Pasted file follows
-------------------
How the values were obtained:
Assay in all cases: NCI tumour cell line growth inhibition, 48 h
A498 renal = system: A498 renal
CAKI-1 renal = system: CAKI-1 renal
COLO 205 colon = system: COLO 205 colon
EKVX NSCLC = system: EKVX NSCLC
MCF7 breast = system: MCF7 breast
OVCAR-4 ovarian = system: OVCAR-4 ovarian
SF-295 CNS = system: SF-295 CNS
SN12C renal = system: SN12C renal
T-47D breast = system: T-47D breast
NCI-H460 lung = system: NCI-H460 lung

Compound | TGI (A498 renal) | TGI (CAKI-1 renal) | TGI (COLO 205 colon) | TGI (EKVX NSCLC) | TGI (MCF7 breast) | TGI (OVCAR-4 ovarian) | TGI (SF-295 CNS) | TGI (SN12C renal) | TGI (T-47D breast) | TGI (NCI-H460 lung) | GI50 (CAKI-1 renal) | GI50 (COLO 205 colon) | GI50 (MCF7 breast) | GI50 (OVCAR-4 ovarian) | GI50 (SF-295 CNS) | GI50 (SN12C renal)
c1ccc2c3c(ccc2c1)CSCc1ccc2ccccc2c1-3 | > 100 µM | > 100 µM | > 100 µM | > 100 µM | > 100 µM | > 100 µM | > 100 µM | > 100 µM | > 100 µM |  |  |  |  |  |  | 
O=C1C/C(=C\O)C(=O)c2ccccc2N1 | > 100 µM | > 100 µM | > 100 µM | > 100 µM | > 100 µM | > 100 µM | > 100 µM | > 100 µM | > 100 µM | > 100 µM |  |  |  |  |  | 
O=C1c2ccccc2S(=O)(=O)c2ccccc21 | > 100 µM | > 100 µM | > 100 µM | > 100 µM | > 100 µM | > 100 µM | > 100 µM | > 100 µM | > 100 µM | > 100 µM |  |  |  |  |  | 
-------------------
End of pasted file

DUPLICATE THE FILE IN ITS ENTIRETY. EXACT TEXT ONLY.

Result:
How the values were obtained:
Assay in all cases: NCI tumour cell line growth inhibition, 48 h
A498 renal = system: A498 renal
CAKI-1 renal = system: CAKI-1 renal
COLO 205 colon = system: COLO 205 colon
EKVX NSCLC = system: EKVX NSCLC
MCF7 breast = system: MCF7 breast
OVCAR-4 ovarian = system: OVCAR-4 ovarian
SF-295 CNS = system: SF-295 CNS
SN12C renal = system: SN12C renal
T-47D breast = system: T-47D breast
NCI-H460 lung = system: NCI-H460 lung

Compound | TGI (A498 renal) | TGI (CAKI-1 renal) | TGI (COLO 205 colon) | TGI (EKVX NSCLC) | TGI (MCF7 breast) | TGI (OVCAR-4 ovarian) | TGI (SF-295 CNS) | TGI (SN12C renal) | TGI (T-47D breast) | TGI (NCI-H460 lung) | GI50 (CAKI-1 renal) | GI50 (COLO 205 colon) | GI50 (MCF7 breast) | GI50 (OVCAR-4 ovarian) | GI50 (SF-295 CNS) | GI50 (SN12C renal)
c1ccc2c3c(ccc2c1)CSCc1ccc2ccccc2c1-3 | > 100 µM | > 100 µM | > 100 µM | > 100 µM | > 100 µM | > 100 µM | > 100 µM | > 100 µM | > 100 µM |  |  |  |  |  |  | 
O=C1C/C(=C\O)C(=O)c2ccccc2N1 | > 100 µM | > 100 µM | > 100 µM | > 100 µM | > 100 µM | > 100 µM | > 100 µM | > 100 µM | > 100 µM | > 100 µM |  |  |  |  |  | 
O=C1c2ccccc2S(=O)(=O)c2ccccc21 | > 100 µM | > 100 µM | > 100 µM | > 100 µM | > 100 µM | > 100 µM | > 100 µM | > 100 µM | > 100 µM | > 100 µM |  |  |  |  |  | 